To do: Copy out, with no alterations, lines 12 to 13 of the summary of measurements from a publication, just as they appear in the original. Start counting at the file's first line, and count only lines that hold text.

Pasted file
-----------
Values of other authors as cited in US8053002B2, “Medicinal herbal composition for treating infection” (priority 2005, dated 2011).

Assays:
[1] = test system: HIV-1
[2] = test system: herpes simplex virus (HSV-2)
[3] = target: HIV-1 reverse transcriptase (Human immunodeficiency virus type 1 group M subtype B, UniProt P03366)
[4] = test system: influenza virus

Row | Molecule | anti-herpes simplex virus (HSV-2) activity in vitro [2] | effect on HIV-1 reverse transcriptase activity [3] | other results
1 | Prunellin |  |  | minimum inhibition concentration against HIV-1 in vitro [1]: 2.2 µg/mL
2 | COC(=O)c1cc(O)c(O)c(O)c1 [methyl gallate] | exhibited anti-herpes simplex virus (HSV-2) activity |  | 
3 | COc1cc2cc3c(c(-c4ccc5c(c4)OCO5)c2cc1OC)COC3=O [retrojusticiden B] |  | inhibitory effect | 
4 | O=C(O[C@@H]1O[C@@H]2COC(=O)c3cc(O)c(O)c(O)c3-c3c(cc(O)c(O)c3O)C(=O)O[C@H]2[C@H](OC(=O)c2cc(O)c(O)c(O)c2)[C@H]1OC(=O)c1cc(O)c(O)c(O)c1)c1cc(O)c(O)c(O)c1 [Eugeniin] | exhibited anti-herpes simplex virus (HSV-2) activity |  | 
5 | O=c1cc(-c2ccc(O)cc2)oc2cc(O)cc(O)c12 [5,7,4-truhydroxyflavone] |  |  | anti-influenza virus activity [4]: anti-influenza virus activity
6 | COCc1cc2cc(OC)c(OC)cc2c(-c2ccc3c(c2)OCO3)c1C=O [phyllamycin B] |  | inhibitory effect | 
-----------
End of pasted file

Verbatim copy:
5 | O=c1cc(-c2ccc(O)cc2)oc2cc(O)cc(O)c12 [5,7,4-truhydroxyflavone] |  |  | anti-influenza virus activity [4]: anti-influenza virus activity
6 | COCc1cc2cc(OC)c(OC)cc2c(-c2ccc3c(c2)OCO3)c1C=O [phyllamycin B] |  | inhibitory effect | 